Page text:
Trade War Watch 23: EU, Deaf To Obama's Tire Defeat, About To Lose Car Exports In Trade War With China

Bertel Schmitt
by Bertel Schmitt
em trade war watch 23 em eu deaf to obama s tire defeat about to lose car

Nice car you’ve got here

After newly elected President Barack Obama slapped a punitive tariff on made-in-China tires, China looked for a good tit-for-tat and quickly found one: The US imported $1.8b worth of Chinese tires in 2009, while China imported $1.1b worth of US-built cars in 2008. A retaliatory tariff was slapped on Escalades et al. Now, the same is about to happen to BMWs and Benzes coming from Europe.

“China is considering imposing import duties on high-end European cars following complaints over subsidies that enable EU carmakers to sell in China at a loss,” Reuters reports. That, of course, is only half of the story. The EU slapped a punitive tariff on made-in-China solar modules, despite opposition from a majority of EU countries, most notably Germany. Not surprisingly, China fights back.Trade tensions between the EU and China have been brewing for a while. In retaliation for the solar module tariff, “China opened an anti-dumping and anti-subsidy inquiry this week into sales of European wine,” says Reuters. That would hurt mainly France and Spain.

Today, Europe’s auto manufacturer assosciation ACEA told Reuters that an unknown person or persons filed an anti-dumping complaint with China’s Ministry of Commerce that focuses on cars with engine displacements of 2 liters and more built in the EU and exported to the People’s Republic. “If there is not an improvement in the political climate, if it becomes a real trade war (…) if that is going to be the position and the strategy of the EU, then I think the Chinese will retaliate for sure,” said an ACEA spokesperson.

Trade action against luxury cars would hit Germany like a bomb. Higher end BMWs, Mercedes-Benz, and Audi cars are imported to China, while lower rungs are made locally. All Porsches are imported. Volkswagen’s Phaeton, a tough sell elsewhere, is popular in China, and it is imported. The Volkswagen Touareg and its sibling, the Porsche Cayenne, are imported to China.

China’s People’s Daily said yesterday that China has “has ample cards in hand” to play in the poker with Brussels, and a tariff on imported luxury card looks like a royal pain, or a royal flush, depending who’s side you are on. And if tariffs don’t do it, there could always be a few spontaneous demonstrations in Chinese streets, along with a ritual torching of an S-Class Benz and a Siebener. German automakers can ask their Japanese colleagues what that did to the sales. In 2011, EU car exports to C hina amounted to roughly $24 billion.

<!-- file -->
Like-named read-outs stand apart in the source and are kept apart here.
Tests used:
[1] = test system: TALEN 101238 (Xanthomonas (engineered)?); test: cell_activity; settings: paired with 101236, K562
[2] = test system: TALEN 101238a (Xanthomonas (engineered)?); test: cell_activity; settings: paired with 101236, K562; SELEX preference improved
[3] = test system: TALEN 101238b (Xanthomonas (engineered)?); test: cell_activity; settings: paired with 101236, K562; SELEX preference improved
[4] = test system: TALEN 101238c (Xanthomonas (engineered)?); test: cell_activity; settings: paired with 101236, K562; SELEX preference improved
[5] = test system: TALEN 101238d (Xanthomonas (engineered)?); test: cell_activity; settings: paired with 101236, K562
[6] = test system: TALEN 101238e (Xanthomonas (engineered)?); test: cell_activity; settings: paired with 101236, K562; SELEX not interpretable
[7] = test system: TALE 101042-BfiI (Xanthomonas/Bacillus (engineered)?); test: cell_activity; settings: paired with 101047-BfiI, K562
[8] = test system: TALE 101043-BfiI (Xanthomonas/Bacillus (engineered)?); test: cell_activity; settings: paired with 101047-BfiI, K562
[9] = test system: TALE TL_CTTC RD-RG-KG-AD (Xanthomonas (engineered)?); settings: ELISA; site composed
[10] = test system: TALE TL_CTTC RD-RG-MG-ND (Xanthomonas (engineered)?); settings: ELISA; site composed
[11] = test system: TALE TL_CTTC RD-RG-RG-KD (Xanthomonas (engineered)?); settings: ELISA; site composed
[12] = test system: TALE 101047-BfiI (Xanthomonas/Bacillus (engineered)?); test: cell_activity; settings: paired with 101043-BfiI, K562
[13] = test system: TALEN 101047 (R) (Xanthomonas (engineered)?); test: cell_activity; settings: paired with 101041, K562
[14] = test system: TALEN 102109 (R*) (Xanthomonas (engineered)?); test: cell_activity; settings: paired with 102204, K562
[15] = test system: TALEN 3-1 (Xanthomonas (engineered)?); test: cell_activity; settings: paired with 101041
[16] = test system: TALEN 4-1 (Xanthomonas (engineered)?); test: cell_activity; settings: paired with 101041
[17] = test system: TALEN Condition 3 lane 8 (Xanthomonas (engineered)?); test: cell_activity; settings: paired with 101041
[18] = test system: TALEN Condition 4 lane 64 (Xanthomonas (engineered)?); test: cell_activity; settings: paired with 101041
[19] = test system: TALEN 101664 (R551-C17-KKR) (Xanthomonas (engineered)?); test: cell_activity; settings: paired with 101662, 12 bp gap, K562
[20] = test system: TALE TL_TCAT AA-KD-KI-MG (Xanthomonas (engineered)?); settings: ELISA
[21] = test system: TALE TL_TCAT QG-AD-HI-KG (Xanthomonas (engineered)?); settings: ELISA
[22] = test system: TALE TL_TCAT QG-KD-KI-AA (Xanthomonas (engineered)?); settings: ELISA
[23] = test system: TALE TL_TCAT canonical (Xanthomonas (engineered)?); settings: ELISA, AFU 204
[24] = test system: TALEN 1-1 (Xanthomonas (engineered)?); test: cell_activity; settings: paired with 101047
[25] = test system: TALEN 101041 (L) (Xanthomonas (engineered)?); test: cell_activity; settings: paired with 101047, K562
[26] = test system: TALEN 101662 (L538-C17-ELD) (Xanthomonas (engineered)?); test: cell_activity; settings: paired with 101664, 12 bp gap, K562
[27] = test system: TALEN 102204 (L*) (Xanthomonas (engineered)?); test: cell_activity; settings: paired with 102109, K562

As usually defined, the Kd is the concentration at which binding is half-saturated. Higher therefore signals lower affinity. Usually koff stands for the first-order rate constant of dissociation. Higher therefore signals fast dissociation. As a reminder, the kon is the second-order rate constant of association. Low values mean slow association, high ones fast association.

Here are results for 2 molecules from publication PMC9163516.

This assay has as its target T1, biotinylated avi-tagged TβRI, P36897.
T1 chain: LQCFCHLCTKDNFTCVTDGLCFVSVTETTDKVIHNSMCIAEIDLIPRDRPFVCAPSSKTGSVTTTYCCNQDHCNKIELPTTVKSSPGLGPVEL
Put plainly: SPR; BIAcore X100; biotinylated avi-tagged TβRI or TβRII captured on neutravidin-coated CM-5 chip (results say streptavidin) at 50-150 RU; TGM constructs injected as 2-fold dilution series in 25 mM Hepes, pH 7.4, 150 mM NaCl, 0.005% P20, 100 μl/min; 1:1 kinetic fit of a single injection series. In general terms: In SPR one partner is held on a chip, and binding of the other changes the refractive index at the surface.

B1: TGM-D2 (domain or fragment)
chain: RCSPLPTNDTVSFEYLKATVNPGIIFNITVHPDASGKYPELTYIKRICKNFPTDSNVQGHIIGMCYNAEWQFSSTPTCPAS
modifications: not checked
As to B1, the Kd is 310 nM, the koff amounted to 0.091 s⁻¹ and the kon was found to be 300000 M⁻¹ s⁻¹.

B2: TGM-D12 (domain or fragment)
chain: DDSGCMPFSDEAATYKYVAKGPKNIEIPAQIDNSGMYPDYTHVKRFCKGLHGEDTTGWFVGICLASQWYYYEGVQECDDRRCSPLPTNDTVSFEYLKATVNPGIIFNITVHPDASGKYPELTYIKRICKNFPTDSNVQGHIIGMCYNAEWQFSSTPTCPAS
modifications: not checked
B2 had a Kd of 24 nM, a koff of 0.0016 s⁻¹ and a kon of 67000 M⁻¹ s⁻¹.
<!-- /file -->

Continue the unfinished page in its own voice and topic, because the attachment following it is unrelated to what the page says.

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2 of 13 comments
  • Vega Vega on Jun 07, 2013

    When it comes to tires, the EU was smarter. The new tire labeling program is an effective consumer level barrier against cheap, low-tech competition from China. All that without starting a trade war.

  • Type57SC Type57SC on Jun 07, 2013

    the wine tax makes more sense since the germans were against the solar shot. why would china try to piss of germany if germany was the one supporting their position?

  • ToolGuy Nice website you got there (even the glitches have glitches)
  • Namesakeone Actually, per the IIHS ratings, "Acceptable" is second best, not second worst. The ratings are "Good," "Acceptable," "Marginal" and "Poor."
  • Inside Looking Out "And safety was enhanced generally via new reversing lamps and turn signals fitted as standard equipment."Did not get it, turn signals were optional in 1954?
  • Lorenzo As long as Grenadier is just a name, and it doesn't actually grenade like Chrysler UltraDrive transmissions. Still, how big is the market for grossly overpriced vehicles? A name like INEOS doesn't have the snobbobile cachet yet. The bulk of the auto market is people who need a reliable, economical car to get to work, and they're not going to pay these prices.
  • Lorenzo They may as well put a conventional key ignition in a steel box with a padlock. Anything electronic is more likely to lock out the owner than someone trying to steal the car.